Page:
FILIT aims to train judicial officers/enforcement agents and lawyers on EU law using a blended learning method to improve the implementation of EU legislation in the fields of civil/commercial, criminal, family law and data protection, raise awareness of legislation, jurisprudence, and foster dialogue between judicial trainers of different national backgrounds, while strengthening cross-border cooperation between the different actors in civil proceedings in Europe.
The objective of the project is to provide training on a large scale: at least 360+ beneficiaries directly involved in the training activities. Additionally, the project estimates the participation of at least 70+ beneficiaries participating in the interprofessional conferences. Those numbers are further raised by the accessibility of the Academy’s platform with 500+ new beneficiaries estimated.
The last interprofessional conference of this project was held in a hybrid format on 13 October 2022, in Lisbon, Portugal. This conference was organised by OSAE (Ordem dos Solicitadores e dos Agentes de Execuçao) in collaboration with the UEHJ, the EIPA (European Institute of Public Administration) and the EFB (Ecole de formation des barreaux de Paris).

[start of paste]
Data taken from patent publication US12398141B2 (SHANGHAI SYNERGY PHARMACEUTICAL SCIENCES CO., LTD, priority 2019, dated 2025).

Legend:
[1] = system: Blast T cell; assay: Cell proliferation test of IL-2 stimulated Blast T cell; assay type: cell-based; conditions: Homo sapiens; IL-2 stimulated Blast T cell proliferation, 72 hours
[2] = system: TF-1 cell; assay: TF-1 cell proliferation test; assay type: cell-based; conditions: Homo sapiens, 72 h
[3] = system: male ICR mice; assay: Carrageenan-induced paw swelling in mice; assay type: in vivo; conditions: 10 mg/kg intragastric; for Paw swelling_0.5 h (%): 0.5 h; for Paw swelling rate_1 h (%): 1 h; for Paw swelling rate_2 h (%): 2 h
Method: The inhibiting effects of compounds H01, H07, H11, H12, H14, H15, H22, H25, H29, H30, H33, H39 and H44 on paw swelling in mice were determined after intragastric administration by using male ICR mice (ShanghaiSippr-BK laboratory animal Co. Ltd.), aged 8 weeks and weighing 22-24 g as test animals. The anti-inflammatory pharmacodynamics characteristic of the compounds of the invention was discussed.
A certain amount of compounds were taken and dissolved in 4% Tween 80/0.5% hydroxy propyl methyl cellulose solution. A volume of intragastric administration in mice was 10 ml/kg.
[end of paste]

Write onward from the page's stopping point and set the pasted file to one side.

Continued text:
The conference was an opportunity for judicial officers/enforcement agents and lawyers to keep up to date with data protection developments in the EU and to exchange best practices.
More than 80 people online and more than 40 people on site were able to attend this high-quality training.
After the opening speech of Francisco Serra Loureiro, Vice-President of OSAE, the attendees could listen to the introductory remarks of Rute Coute, Professor at the Polytechnic Institute of Bragança about the GDPR regulation. Then Guillaume Payan, law professor at the university of Toulon, France, member of the Scientific Council of the UIHJ, made an overview of the case law of the CJEU on the GDPR.
Three panels then followed to go into more detail on the analysis of the Regulation (EU) 2016/679. The first panel, composed mainly of Data Protection Officers (DPO), analysed the GDPR Regulation by highlighting the importance of the DPO’s role in data protection. The second panel, thanks to the interventions of Matthieu Quinou, Senior Lecturer in Information and Communication Sciences (Univ. Paris 8, France) and Michèle Dobrocard, European Data Protection Supervisor, focused on how private data will be protected under the proposed European Regulation on Artificial Intelligence. The conference ended with a third very interactive panel on the good practices of the GDPR in France by Mathieu Bourgeois, lawyer, in Portugal by Francisco Serra Loureiro, and in Belgium by Patrick Gielen, Secretary of the board of the UIHJ. This last panel allowed the participants to appreciate the importance of the harmonisation of the GDPR in the various Member States in a world which becomes more and more digital and international.